In 1962, a Colt Single Action Army cost, gulp, $125. The New Frontier, was even higher at an unreachable $140. This at the same time that .357 and .44 Magnum Ruger Blackhawks were going for less than $100 and the superbly crafted and blued Super Blackhawk in .44 Magnum was selling for $116. Our local store had a New Frontier .44 Special that I drooled over quite often but with college tuition, three hungry kids, and a wife who stayed home with them, there was no way. Had I been able to look into the future, I would somehow have borrowed the money and bought the Colt. Today it would be worth no less than ten times the original price. I keep reminding myself: ALWAYS REMEMBER, COLT SINGLE ACTIONS DO NOT GO DOWN IN VALUE!
The Colt New Frontier began with serial number 3000NF, which stayed in the Colt plant. The last of the Second Generation New Frontiers was in the 72XXNF serial number range, which gives us a total of slightly over 4,000 New Frontiers from 1961 to 1974. Four calibers were made in this first run of Colt Flat-Top Target sixguns. These were in chamberings of .45 Colt,.38 Special, .357 Magnum, and .44 Special.
According to Colt expert Don Wilkerson, the .38 Special is the rarest followed by the .44 Special. Wilkerson gives the following production figures for the Second Generation New Frontiers. Less than 100 .45 New Frontier Buntlines were also produced.
CALIBER PRODUCTION BY BARREL LENGTH
|4 3/4"||5 1/2"||7 1/2"|
In 1978, The New Frontier went back into production with the Third Generation Colt Single Action Army. Serial Numbers began at 01001NF, using five digits instead of four. In the last, and according to Colt, final run of New Frontiers, calibers were .45 Colt, .357 Magnum, .44 Special, and .44-40. All of the Second Generation New Frontiers were standardized with a finish of bright blue except for the case hardened frame. Third Generation New Frontiers can be found in full blue and nickel finishes also including nickel plated Buntline New Frontiers in .45 Colt, .44 Special, and .44-40. The .44-40 was available in the short barrel length of 4 3/4" but I do not believe any .44 Specials were offered in this length.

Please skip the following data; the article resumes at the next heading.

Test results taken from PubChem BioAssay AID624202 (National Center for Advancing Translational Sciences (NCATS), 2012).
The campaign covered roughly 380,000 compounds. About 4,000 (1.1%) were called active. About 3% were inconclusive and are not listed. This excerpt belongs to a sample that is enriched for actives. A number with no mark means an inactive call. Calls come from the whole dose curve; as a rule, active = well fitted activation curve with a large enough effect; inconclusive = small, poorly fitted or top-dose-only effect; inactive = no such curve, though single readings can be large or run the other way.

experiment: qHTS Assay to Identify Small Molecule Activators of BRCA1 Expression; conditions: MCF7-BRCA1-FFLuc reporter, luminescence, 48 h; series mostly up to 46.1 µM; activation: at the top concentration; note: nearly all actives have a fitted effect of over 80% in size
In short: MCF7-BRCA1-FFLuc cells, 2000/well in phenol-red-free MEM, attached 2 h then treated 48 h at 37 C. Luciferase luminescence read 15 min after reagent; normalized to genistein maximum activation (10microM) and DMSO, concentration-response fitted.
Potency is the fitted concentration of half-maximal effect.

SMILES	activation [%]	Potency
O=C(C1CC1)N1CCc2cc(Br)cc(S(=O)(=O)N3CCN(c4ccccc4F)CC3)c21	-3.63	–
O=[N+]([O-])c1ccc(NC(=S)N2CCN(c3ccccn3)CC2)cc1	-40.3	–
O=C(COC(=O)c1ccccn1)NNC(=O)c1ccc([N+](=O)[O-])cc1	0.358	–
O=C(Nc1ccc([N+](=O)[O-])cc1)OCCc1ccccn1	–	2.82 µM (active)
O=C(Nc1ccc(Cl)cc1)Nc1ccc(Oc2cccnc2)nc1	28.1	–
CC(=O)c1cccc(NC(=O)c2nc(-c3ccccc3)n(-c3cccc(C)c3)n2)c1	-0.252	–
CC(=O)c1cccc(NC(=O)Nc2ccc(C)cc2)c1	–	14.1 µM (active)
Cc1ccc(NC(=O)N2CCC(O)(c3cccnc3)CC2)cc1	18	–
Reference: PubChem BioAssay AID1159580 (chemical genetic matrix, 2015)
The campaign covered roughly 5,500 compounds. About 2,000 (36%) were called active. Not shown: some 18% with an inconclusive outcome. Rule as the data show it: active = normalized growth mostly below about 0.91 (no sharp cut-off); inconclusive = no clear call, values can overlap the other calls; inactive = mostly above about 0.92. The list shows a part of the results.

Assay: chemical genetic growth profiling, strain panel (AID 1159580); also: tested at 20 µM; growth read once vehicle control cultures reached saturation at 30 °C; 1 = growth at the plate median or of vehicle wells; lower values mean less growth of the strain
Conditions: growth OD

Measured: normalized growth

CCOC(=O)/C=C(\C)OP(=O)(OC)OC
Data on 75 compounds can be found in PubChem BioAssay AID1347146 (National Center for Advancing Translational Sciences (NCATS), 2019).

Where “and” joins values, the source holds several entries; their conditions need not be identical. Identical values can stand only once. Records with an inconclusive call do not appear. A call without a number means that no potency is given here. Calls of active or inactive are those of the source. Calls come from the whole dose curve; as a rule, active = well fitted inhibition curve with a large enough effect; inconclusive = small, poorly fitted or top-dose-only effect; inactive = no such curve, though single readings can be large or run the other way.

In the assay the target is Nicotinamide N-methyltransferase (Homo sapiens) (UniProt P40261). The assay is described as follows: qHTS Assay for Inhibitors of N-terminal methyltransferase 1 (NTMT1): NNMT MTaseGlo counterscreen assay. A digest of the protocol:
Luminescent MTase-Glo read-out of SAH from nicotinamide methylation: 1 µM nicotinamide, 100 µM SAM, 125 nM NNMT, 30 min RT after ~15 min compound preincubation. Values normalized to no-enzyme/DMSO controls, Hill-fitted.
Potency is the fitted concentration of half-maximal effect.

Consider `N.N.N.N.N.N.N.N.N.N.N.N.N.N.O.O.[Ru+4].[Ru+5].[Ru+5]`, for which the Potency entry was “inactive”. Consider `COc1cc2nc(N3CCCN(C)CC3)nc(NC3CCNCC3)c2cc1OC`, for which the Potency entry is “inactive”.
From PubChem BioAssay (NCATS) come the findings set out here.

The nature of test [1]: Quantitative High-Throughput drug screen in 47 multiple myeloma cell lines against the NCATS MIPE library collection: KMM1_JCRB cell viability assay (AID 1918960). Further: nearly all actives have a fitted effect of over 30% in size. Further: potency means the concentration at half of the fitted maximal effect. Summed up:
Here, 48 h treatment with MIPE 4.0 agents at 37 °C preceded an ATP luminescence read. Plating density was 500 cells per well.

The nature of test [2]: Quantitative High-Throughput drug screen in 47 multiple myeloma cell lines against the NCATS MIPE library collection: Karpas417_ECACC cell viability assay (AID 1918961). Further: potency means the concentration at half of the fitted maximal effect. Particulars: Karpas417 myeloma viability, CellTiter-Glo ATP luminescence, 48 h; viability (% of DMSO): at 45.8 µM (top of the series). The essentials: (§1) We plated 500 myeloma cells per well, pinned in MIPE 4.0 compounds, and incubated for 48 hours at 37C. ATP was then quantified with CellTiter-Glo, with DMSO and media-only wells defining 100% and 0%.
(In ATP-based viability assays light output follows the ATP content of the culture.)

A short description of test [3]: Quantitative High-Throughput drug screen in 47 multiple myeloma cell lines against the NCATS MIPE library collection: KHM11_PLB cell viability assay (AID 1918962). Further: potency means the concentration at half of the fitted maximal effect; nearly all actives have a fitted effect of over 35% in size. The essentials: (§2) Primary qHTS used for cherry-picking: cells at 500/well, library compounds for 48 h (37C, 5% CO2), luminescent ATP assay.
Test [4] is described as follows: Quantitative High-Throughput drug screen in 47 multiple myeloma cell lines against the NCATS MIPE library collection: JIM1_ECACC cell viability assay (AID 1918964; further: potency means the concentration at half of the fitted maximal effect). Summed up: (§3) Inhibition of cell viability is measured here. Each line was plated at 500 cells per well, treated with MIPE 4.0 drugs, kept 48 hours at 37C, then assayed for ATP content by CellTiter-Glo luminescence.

Take a very close look at any Third Generation New Frontier before buying. Some of the later ones were hastily thrown together and will require some expert gunsmithing to bring them up to standard.
My "Breakfast Special", the New Frontier .44 Special purchased before bacon, toast, and hashbrowns in Jackson was dropped off at Munden Enterprises before ever being fired. Bob Munden performed his action magic replacing springs and smoothing the action, then it was off to his gripmaker, Mike Wallace. I asked to be surprised as to choice of wood, and I certainly was breathtakingly so. When the .44 Special arrived back here in Idaho it wore heart-stopping one piece grips of burl maple that fit my hand perfectly. Wallace joins the select group of Charles Able, Tedd Adamovich, Roy Fishpaw, and Bob Lescovec as men who understand what single action grip-making is all about.
The Colt New Frontiers maintain the beautiful looks, feel, and balance of the Colt Single Action Army with the added advantage of adjustable sights. It is a rare fixed sighted sixgun that shoots to point of aim and when it does it is normally for only one load. The New Frontier's sights allows any reasonable load to be dialed in.